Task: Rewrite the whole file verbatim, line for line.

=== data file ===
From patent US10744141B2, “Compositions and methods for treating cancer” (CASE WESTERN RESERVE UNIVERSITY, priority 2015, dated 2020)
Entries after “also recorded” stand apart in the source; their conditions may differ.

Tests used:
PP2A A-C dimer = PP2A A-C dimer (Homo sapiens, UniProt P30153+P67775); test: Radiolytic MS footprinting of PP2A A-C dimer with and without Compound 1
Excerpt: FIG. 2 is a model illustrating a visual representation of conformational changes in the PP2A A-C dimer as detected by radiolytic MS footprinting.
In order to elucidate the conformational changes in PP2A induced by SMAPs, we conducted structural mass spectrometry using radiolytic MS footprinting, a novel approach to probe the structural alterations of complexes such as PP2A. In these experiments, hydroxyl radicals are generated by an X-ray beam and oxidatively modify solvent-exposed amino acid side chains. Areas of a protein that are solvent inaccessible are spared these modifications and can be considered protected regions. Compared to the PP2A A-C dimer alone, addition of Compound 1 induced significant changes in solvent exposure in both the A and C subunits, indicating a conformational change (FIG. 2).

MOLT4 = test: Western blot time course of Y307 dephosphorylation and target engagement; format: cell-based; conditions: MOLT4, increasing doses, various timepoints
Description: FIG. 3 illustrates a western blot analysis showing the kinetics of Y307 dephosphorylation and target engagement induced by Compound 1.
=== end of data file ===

From patent US10744141B2, “Compositions and methods for treating cancer” (CASE WESTERN RESERVE UNIVERSITY, priority 2015, dated 2020)
Entries after “also recorded” stand apart in the source; their conditions may differ.

Tests used:
PP2A A-C dimer = PP2A A-C dimer (Homo sapiens, UniProt P30153+P67775); test: Radiolytic MS footprinting of PP2A A-C dimer with and without Compound 1
Excerpt: FIG. 2 is a model illustrating a visual representation of conformational changes in the PP2A A-C dimer as detected by radiolytic MS footprinting.
In order to elucidate the conformational changes in PP2A induced by SMAPs, we conducted structural mass spectrometry using radiolytic MS footprinting, a novel approach to probe the structural alterations of complexes such as PP2A. In these experiments, hydroxyl radicals are generated by an X-ray beam and oxidatively modify solvent-exposed amino acid side chains. Areas of a protein that are solvent inaccessible are spared these modifications and can be considered protected regions. Compared to the PP2A A-C dimer alone, addition of Compound 1 induced significant changes in solvent exposure in both the A and C subunits, indicating a conformational change (FIG. 2).

MOLT4 = test: Western blot time course of Y307 dephosphorylation and target engagement; format: cell-based; conditions: MOLT4, increasing doses, various timepoints
Description: FIG. 3 illustrates a western blot analysis showing the kinetics of Y307 dephosphorylation and target engagement induced by Compound 1.